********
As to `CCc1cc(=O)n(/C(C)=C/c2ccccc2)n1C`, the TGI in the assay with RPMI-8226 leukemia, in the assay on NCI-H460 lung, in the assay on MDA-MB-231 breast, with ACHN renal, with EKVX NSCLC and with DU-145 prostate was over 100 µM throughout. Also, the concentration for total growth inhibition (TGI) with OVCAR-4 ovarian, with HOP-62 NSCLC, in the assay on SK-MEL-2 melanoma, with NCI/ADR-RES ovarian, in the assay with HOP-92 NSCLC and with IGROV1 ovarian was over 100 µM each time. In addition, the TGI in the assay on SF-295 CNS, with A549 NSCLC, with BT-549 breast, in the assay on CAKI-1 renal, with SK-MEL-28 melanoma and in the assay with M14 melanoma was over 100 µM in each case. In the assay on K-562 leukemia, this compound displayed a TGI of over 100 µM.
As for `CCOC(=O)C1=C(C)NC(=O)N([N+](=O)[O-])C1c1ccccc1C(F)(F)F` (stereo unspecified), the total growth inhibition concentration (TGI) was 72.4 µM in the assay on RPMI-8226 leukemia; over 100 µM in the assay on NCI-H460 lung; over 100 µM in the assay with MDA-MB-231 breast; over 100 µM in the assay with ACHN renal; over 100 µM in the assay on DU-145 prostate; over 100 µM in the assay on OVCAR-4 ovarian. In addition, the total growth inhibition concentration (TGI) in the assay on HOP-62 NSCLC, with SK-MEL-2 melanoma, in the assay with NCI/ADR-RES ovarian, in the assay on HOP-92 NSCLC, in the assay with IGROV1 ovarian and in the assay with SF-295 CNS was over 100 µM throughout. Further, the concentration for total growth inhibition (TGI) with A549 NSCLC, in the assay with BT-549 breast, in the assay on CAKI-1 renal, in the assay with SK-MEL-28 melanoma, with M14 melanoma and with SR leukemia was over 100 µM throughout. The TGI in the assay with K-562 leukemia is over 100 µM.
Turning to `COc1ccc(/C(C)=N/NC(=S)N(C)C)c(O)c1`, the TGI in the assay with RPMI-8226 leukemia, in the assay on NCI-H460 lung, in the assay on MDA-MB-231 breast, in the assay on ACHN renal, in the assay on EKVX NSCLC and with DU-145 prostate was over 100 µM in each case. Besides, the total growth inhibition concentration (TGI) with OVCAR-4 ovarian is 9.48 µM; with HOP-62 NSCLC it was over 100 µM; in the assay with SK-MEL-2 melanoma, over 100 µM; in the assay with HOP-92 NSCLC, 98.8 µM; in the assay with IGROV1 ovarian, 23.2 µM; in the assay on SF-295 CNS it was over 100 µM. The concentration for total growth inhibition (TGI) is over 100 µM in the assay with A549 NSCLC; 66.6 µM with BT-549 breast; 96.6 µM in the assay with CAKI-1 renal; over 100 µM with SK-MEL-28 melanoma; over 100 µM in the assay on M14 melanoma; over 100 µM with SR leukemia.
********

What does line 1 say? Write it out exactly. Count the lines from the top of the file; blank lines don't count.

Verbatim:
As to `CCc1cc(=O)n(/C(C)=C/c2ccccc2)n1C`, the TGI in the assay with RPMI-8226 leukemia, in the assay on NCI-H460 lung, in the assay on MDA-MB-231 breast, with ACHN renal, with EKVX NSCLC and with DU-145 prostate was over 100 µM throughout. Also, the concentration for total growth inhibition (TGI) with OVCAR-4 ovarian, with HOP-62 NSCLC, in the assay on SK-MEL-2 melanoma, with NCI/ADR-RES ovarian, in the assay with HOP-92 NSCLC and with IGROV1 ovarian was over 100 µM each time. In addition, the TGI in the assay on SF-295 CNS, with A549 NSCLC, with BT-549 breast, in the assay on CAKI-1 renal, with SK-MEL-28 melanoma and in the assay with M14 melanoma was over 100 µM in each case. In the assay on K-562 leukemia, this compound displayed a TGI of over 100 µM.